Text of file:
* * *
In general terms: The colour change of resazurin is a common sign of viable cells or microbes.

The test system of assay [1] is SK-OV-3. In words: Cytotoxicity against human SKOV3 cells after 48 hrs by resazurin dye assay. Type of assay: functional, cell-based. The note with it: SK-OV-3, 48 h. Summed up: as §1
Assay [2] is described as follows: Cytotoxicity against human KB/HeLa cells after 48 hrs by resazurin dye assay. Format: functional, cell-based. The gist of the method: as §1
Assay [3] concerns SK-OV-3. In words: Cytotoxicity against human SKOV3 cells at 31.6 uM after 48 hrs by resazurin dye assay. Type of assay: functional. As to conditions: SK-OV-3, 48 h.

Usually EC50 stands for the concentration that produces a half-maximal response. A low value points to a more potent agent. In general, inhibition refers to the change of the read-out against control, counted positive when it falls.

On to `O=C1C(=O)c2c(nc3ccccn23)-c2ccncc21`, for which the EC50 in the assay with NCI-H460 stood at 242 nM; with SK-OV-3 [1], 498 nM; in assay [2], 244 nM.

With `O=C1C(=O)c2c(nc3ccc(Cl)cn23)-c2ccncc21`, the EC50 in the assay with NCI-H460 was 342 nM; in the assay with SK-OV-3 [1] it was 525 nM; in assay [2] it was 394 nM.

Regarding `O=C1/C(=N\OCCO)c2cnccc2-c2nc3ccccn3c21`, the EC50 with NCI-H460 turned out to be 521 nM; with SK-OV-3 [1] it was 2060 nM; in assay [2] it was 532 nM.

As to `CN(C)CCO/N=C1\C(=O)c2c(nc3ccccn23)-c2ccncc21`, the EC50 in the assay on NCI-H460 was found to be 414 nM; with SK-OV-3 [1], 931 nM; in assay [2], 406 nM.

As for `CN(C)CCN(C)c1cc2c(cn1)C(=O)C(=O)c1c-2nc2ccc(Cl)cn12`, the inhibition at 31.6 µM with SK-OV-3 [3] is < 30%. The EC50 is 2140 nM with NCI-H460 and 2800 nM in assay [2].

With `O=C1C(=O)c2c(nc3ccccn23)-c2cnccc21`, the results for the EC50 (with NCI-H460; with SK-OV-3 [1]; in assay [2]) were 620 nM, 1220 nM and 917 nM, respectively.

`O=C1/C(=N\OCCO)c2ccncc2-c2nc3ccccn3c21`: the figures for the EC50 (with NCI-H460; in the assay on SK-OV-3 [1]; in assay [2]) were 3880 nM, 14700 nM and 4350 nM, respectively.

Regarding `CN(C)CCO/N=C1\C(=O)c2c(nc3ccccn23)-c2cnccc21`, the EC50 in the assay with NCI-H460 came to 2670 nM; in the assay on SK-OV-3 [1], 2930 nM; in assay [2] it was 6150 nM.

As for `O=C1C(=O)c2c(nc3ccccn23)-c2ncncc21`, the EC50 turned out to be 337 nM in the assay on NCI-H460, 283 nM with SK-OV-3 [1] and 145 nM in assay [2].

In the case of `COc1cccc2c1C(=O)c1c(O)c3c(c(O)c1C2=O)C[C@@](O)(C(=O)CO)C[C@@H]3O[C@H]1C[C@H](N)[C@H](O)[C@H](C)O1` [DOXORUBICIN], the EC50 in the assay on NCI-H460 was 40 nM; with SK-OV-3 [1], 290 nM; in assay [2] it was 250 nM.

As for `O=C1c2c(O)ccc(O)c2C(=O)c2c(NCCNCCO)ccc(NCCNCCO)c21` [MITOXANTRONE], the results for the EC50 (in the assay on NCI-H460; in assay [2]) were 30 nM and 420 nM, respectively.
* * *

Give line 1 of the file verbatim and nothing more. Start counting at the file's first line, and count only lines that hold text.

In general terms: The colour change of resazurin is a common sign of viable cells or microbes.